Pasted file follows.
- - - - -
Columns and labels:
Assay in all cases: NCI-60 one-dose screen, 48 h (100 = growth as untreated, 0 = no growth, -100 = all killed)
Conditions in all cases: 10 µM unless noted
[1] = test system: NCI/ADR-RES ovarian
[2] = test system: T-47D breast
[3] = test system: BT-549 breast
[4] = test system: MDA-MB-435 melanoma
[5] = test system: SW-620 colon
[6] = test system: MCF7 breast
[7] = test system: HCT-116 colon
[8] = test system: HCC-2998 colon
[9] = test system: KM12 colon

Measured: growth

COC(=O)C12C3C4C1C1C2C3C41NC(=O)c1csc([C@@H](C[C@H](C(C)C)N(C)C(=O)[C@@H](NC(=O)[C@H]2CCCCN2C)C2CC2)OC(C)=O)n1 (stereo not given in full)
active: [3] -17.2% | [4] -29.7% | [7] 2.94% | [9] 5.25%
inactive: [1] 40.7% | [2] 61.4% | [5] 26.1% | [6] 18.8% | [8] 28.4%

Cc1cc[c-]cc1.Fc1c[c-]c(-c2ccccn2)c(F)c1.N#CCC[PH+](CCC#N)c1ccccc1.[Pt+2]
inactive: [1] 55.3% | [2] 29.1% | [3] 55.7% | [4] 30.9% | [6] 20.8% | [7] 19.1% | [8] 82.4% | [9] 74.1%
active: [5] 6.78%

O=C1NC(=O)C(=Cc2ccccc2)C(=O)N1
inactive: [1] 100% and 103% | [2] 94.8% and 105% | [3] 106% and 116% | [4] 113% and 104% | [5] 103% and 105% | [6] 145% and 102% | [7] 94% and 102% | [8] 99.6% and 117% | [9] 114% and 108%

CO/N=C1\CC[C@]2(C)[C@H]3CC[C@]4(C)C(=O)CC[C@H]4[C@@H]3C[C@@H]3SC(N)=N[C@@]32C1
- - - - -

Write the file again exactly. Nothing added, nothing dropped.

Columns and labels:
Assay in all cases: NCI-60 one-dose screen, 48 h (100 = growth as untreated, 0 = no growth, -100 = all killed)
Conditions in all cases: 10 µM unless noted
[1] = test system: NCI/ADR-RES ovarian
[2] = test system: T-47D breast
[3] = test system: BT-549 breast
[4] = test system: MDA-MB-435 melanoma
[5] = test system: SW-620 colon
[6] = test system: MCF7 breast
[7] = test system: HCT-116 colon
[8] = test system: HCC-2998 colon
[9] = test system: KM12 colon

Measured: growth

COC(=O)C12C3C4C1C1C2C3C41NC(=O)c1csc([C@@H](C[C@H](C(C)C)N(C)C(=O)[C@@H](NC(=O)[C@H]2CCCCN2C)C2CC2)OC(C)=O)n1 (stereo not given in full)
active: [3] -17.2% | [4] -29.7% | [7] 2.94% | [9] 5.25%
inactive: [1] 40.7% | [2] 61.4% | [5] 26.1% | [6] 18.8% | [8] 28.4%

Cc1cc[c-]cc1.Fc1c[c-]c(-c2ccccn2)c(F)c1.N#CCC[PH+](CCC#N)c1ccccc1.[Pt+2]
inactive: [1] 55.3% | [2] 29.1% | [3] 55.7% | [4] 30.9% | [6] 20.8% | [7] 19.1% | [8] 82.4% | [9] 74.1%
active: [5] 6.78%

O=C1NC(=O)C(=Cc2ccccc2)C(=O)N1
inactive: [1] 100% and 103% | [2] 94.8% and 105% | [3] 106% and 116% | [4] 113% and 104% | [5] 103% and 105% | [6] 145% and 102% | [7] 94% and 102% | [8] 99.6% and 117% | [9] 114% and 108%

CO/N=C1\CC[C@]2(C)[C@H]3CC[C@]4(C)C(=O)CC[C@H]4[C@@H]3C[C@@H]3SC(N)=N[C@@]32C1